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Childrens Mental Disorders: Behavior or Conduct Problems in Children


Behavior or Conduct Problems in Children


Family sitting at dinner table arguing..

Children sometimes argue, are aggressive, or act angry or defiant around adults. A behavior disorder may be diagnosed when these disruptive behaviors are uncommon for the childā€™s age at the time, persist over time, or are severe.Ā  Because disruptive behavior disorders involve acting out and showing unwanted behavior towards others they are sometimes calledĀ externalizing disorders.

Oppositional Defiant Disorder

When children act out persistently so that it causes serious problems at home, in school, or with peers, they may be diagnosed with Oppositional Defiant Disorder (ODD). ODD usually starts before 8 years of age, but no later than by about 12 years of age. Children with ODD are more likely to act oppositional or defiant around people they know well, such as family members, a regular care provider, or a teacher. Children with ODD show these behaviors more often than other children their age.

Examples of ODD behaviors include

  • Often being angry or losing oneā€™s temper
  • Often arguing with adults or refusing to comply with adultsā€™ rules or requests
  • Often resentful or spiteful
  • Deliberately annoying others or becoming annoyed with others
  • Often blaming other people for oneā€™s own mistakes or misbehavior

Learn more about ODDexternal icon

Conduct Disorder

Conduct Disorder (CD) is diagnosed when children show an ongoing pattern of aggression toward others, and serious violations of rules and social norms at home, in school, and with peers. These rule violations may involve breaking the law and result in arrest. Children with CD are more likely to get injured and may have difficulties getting along with peers.

Examples of CD behaviors include

  • Breaking serious rules, such as running away, staying out at night when told not to, or skipping school
  • Being aggressive in a way that causes harm, such asĀ  bullying, fighting, or being cruel to animals
  • Lying, stealing, or damaging other peopleā€™s property on purpose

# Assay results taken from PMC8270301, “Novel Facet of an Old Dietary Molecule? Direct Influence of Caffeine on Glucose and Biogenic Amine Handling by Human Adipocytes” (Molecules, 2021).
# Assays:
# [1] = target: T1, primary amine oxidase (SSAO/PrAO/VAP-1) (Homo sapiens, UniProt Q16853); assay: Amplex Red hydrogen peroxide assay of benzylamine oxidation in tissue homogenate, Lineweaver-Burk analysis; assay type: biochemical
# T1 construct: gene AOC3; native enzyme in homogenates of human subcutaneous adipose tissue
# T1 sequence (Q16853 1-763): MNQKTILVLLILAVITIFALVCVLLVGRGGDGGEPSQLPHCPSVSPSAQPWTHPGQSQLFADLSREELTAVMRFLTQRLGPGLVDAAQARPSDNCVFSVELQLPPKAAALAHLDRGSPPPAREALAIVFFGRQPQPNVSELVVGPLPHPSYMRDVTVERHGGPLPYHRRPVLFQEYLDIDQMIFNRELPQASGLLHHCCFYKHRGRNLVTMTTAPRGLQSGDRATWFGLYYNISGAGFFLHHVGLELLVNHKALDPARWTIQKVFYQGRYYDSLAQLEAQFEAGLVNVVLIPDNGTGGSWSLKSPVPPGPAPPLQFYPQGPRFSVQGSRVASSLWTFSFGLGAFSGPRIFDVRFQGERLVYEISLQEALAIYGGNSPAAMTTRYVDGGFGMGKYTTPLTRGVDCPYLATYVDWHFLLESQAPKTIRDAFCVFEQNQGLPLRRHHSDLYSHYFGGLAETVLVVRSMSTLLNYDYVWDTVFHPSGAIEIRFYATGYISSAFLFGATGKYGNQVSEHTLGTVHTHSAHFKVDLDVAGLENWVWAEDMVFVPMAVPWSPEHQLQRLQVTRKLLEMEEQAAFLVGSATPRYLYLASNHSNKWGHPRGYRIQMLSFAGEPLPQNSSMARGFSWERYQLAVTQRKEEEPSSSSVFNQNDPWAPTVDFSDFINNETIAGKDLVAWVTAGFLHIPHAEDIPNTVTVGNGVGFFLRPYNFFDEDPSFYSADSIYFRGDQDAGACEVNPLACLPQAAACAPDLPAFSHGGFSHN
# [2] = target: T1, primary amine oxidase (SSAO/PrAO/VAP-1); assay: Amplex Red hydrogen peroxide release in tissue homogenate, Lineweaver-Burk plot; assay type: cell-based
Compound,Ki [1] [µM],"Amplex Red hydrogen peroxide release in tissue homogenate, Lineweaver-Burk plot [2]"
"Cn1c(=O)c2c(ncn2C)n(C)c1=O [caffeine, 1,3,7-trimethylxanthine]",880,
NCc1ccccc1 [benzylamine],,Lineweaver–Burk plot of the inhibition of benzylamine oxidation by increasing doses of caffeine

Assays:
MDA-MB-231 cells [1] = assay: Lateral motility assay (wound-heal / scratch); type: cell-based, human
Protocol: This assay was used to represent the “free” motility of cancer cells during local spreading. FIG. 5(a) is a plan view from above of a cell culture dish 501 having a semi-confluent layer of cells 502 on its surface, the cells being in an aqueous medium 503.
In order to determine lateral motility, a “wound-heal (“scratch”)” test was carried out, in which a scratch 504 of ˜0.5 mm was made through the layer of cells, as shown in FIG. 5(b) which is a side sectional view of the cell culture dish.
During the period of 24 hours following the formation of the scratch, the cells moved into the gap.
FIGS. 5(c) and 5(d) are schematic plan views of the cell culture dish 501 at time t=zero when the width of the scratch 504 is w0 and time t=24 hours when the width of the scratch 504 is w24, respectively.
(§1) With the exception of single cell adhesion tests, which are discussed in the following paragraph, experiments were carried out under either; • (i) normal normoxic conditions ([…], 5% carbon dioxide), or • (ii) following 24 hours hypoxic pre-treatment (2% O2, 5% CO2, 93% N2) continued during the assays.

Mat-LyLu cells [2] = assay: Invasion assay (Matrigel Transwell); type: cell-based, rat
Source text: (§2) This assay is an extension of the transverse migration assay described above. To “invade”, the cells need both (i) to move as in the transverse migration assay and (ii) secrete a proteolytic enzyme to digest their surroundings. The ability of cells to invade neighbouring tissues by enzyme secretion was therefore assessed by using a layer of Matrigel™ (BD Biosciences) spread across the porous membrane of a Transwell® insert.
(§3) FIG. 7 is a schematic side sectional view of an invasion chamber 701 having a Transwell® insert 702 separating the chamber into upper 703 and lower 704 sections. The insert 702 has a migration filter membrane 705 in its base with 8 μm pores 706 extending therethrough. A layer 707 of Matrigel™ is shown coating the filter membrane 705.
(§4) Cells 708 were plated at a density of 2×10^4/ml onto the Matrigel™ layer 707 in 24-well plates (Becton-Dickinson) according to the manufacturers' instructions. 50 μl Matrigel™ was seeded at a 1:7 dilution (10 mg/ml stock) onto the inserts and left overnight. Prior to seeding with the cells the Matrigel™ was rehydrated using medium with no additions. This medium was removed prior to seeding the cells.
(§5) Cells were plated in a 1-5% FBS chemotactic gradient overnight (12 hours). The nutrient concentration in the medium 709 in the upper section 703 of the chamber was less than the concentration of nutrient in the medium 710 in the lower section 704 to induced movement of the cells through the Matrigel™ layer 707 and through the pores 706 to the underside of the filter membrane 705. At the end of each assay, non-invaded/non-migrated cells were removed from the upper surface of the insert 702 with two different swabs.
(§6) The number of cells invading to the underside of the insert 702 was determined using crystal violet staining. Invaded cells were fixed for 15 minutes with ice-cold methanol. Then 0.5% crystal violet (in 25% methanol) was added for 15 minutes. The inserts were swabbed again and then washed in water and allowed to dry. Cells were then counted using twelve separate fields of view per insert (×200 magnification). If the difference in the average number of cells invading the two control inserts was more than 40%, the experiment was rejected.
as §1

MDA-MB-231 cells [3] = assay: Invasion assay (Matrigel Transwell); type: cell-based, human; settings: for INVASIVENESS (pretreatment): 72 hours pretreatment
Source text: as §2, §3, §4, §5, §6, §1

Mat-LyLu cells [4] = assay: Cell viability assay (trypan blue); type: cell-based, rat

Learn more about CDexternal icon

For Healthcare Providers

Learn about the guidelines for diagnosing and treatingĀ ODDexternal iconĀ andĀ CDexternal icon

Treatment for disruptive behavior disorders

Starting treatment early is important. Treatment is most effective if it fits the needs of the specific child and family. The first step to treatment is to talk with a healthcare provider. A comprehensive evaluation by a mental health professional may be needed to get the right diagnosis. Some of the signs of behavior problems, such as not following rules in school, could be related to learning problems which may need additional intervention. For younger children, the treatment with the strongest evidence isĀ behavior therapy training for parents,Ā where a therapist helps the parent learn effective ways to strengthen the parent-child relationship and respond to the childā€™s behavior. For school-age children and teens, an often-used effective treatment is a combination of training and therapy that includes the child, the family, and the school.

Get help finding treatment

Here are tools to find a healthcare provider familiar with treatment options:

Managing Symptoms: Staying Healthy

Being healthy is important for all children and can be especially important for children with behavior or conduct problems. In addition to behavioral therapy and medication, practicing certain healthy lifestyle behaviors may reduce challenging and disruptive behaviors your child might experience. Here are some healthy behaviors that may help:

  • Engaging in regularĀ physical activity, including aerobic and vigorous exercise
  • Eating aĀ healthful dietĀ centered on fruits, vegetables, whole grains, legumes (for example, beans, peas, and lentils), lean protein sources, and nuts and seeds
  • Getting theĀ recommended amount of sleepĀ each night based on age
  • Strengthening relationships with family members

Prevention of disruptive behavior disorders

It is not known exactly why some children develop disruptive behavior disorders. Many factors may play a role, including biological and social factors. It is known that children are at greater risk when they are exposed to other types of violence and criminal behavior, when they experience maltreatment or harsh or inconsistent parenting, or when their parents have mental health conditions likeĀ substance use disordersexternal icon,Ā depressionexternal icon, orĀ attention-deficit/hyperactivity disorder (ADHD). The quality of early childhood care also can impact whether a child develops behavior problems.

Although these factors appear to increase the risk for disruptive behavior disorders, there are ways to decrease the chance that children experience them. Learn about public health approaches to prevent these risks:


Source: Centers for Disease Control


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